The falcon pair are likely to present great opportunities for flight, courtship, and display shots in early spring, before they lay eggs. This is also when the birds look their immaculate best: feathers perfect and richly coloured.
Once the pair has produced a clutch of eggs and begun incubation, activity drops to an annual low. It will then pick up markedly a month later as the eggs hatch, and the falcons start to hunt for and feed their nestlings.
The action rises to fever-pitch once the chicks reach five to six weeks old. At this point they are fully-feathered and start leaving the nest, so activity then drops away again as they start developing independence, ranging ever further away from their natal building.
They may leave the area as many as two to three months after their first flight, depending on whether or not your peregrines are higher latitude, seasonal migrants, or lower latitude, year-round residents.
The best time of day
As a rule, peregrines are most active in the early mornings, when their staple prey (small to medium-sized birds) are most active, and the falcons themselves most hungry. It follows then that early morning is probably the best time to yield the most photographic opportunities and, in my experience, the trauma of an early start usually pays off.
If you are keen to get flight shots, the falcons are generally most aerial when it is cool and windy, and less so under hot, still conditions. Remember that birds in general, particularly peregrines, will usually carry out aerial manoeuvres, flying into the wind to achieve maximum control.
This means that, all other things being equal, your chances of getting good flight images are highest when the sun and the source direction of the wind are in the same quadrant, and oncoming falcons are well lit by the sun.
The more time you spend with ‘your’ peregrines, the more they will start to work comfortably around your presence, and the more you will recognise their routines and behaviours. This will enable you to anticipate upcoming events, for example food deliveries, and prepare yourself accordingly.
There is also a rich diversity of literature on the peregrine, including numerous books that will further assist you in understanding peregrine biology. Arguably, the best of these is Derek Ratcliffe’s The Peregrine Falcon, first published in the UK in 1980 by T & AD Poyser, and in the US by Buteo Books.
How to photograph urban peregrines safely
Peregrines are vocal, noisy birds within their nesting territories, particularly during a breeding attempt. They have a variety of calls at any given time depending on the social situation, but their alarm call is harsh, strident, and unmistakable.
If at any time you cause stress for the falcons that you are trying to photograph, they will tell you first by ‘shouting’ at you, with the intensity of alarm calling escalating as you become more of a problem. Then, they will let you know by dive-bombing you.
Some individuals are extremely aggressive under such circumstances and will strike intruders at high speed with their substantial talons, quite easily ripping open clothing and skin. Should you experience any of the behaviours described above, you are too close and should back off immediately.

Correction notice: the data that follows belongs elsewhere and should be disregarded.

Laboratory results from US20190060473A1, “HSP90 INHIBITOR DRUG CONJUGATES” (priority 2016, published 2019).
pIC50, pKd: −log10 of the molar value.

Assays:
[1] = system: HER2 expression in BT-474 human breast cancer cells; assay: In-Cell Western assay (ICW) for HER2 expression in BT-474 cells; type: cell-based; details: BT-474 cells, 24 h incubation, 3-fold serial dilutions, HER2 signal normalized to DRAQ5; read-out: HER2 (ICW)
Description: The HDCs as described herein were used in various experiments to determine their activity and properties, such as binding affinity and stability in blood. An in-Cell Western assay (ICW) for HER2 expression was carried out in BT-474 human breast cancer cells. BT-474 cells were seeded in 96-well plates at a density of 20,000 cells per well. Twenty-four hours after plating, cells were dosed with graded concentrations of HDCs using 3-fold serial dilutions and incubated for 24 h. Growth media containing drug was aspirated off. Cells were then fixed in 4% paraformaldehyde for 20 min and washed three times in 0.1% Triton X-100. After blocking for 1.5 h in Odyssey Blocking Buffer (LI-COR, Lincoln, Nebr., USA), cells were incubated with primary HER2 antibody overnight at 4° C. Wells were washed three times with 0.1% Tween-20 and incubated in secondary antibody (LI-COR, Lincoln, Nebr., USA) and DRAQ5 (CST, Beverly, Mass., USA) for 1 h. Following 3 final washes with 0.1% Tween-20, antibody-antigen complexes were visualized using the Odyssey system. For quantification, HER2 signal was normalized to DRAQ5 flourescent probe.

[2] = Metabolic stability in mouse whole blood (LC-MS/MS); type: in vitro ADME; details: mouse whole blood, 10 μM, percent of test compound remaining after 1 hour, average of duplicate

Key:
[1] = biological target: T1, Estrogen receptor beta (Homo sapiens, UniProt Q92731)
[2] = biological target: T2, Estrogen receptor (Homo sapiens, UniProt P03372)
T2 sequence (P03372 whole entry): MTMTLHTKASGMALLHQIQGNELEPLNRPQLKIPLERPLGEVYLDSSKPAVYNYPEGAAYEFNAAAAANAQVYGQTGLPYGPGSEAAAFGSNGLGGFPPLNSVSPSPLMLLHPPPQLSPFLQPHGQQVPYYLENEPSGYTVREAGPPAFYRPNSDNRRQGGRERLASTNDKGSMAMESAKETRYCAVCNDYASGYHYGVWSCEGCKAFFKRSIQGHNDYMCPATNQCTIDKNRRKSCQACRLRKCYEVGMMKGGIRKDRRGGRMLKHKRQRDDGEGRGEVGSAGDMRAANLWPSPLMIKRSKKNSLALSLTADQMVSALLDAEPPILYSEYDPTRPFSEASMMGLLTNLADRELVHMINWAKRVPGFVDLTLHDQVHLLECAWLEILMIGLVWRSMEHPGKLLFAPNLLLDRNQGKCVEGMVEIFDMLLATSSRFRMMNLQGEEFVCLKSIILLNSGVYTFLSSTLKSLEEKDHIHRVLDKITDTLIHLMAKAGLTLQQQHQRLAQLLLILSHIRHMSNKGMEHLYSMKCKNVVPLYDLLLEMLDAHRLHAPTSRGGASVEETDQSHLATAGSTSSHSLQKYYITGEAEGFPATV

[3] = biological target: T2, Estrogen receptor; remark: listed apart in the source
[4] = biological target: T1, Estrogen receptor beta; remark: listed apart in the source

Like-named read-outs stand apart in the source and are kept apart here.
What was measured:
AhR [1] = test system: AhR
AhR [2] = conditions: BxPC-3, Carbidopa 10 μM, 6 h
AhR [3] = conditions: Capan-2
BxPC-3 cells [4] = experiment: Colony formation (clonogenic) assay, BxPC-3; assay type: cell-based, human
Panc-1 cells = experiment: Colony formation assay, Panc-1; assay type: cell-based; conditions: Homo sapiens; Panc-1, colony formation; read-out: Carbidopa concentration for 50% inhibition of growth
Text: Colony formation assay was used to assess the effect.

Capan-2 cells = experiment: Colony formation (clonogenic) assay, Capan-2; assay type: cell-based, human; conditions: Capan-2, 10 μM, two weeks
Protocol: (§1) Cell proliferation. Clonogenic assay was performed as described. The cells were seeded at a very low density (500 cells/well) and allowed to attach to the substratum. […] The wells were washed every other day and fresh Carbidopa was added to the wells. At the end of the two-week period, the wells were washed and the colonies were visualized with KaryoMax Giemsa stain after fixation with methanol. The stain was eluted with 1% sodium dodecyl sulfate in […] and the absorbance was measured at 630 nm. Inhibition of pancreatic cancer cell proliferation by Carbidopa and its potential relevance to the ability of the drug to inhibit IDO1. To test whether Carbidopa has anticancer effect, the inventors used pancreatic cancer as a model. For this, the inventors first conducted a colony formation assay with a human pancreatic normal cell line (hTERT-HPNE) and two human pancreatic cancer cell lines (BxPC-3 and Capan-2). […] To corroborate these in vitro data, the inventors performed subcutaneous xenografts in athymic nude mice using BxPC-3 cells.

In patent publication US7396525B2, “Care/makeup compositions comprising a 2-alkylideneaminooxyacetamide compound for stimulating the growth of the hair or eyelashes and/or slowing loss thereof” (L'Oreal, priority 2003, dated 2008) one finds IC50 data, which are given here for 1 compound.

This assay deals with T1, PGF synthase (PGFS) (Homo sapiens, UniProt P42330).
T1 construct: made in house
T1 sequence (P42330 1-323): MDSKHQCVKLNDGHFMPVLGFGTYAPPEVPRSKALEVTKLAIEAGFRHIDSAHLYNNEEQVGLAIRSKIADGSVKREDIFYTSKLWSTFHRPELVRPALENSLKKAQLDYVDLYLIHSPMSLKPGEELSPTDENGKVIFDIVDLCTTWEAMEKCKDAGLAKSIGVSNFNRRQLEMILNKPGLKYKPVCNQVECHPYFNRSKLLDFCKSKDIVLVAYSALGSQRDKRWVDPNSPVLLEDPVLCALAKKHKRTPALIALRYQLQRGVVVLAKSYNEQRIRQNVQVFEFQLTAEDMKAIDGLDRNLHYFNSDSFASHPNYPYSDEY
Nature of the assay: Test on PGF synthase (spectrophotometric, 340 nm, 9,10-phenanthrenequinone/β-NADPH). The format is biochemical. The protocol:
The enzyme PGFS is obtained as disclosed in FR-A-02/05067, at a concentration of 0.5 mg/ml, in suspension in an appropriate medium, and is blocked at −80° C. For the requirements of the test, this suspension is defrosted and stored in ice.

In contrast, some individuals are remarkably chilled, or at least appear to be, and will sit with one foot up, preening as you photograph them from just metres away.
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Gear to use for photographing urban peregrines
When airborne, peregrines are extremely fast-moving and incredibly agile, so you will mostly be working with high shutter speeds and frame rates (and possibly struggling with ISOs too). Furthermore, they are not huge birds, so a telephoto lens is essential.
However, the biggest ‘super-telephotos’ might prove too heavy and cumbersome for practical use, even at urban sites.
Peregrines are birds of quite predictable routines, inclined to repeatedly use the same set of two or three daytime perches and one or two overnight roosts. Therefore, there is surely opportunity to use remotely triggered cameras to good effect on this species, although I have yet to try this.
Over the many years I’ve studied peregrines, I’ve always deeply enjoyed the time I have spent trying to photograph them. This is mainly because they embody so much of what is thrilling about unfettered nature.
In his famous novel The Peregrine, J.A. Baker describes his peregrine preoccupation with such visceral intelligence, as a search for “the restless brilliance that peregrines flush from the sky”. That electric brilliance has driven my lifelong passion for peregrines, and is what I strive to capture in every image I record.
It is just as much a feature of urban falcons as it is of those living in the wilderness. In fact, with the requisite levels of skill, determination, and empathy, urban peregrines present wildlife photographers with a golden opportunity to express just how wild a modern city can be.
Best of luck on your peregrine quest – I look forward to seeing your images, either in print or posted on social media!